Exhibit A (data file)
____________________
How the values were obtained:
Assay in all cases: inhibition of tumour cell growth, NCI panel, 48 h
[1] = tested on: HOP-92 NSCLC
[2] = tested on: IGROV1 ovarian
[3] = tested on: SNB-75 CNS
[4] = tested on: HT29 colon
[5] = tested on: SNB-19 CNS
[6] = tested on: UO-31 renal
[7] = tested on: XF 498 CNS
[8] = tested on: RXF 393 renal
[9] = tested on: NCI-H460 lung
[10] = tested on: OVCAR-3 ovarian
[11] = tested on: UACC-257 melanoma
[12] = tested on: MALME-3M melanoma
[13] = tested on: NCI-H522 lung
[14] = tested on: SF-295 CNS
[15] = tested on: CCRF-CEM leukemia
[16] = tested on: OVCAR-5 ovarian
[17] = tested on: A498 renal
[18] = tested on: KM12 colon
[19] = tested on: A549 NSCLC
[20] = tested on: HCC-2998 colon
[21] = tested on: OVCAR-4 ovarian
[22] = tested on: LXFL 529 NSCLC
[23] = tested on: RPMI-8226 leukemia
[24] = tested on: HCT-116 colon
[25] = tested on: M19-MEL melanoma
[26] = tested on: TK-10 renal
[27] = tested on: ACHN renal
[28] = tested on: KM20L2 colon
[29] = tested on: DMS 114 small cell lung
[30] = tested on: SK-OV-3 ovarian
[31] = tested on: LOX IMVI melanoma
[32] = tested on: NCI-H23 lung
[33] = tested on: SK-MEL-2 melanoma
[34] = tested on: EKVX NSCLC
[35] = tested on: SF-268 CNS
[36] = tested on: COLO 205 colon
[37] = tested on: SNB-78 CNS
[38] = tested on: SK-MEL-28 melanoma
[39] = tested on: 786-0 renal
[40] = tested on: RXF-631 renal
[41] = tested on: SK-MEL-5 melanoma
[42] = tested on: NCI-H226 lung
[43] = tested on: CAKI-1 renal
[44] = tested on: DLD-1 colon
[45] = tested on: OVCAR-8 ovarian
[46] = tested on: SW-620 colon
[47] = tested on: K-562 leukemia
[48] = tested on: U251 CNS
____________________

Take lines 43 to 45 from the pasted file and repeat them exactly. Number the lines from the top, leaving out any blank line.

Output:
[41] = tested on: SK-MEL-5 melanoma
[42] = tested on: NCI-H226 lung
[43] = tested on: CAKI-1 renal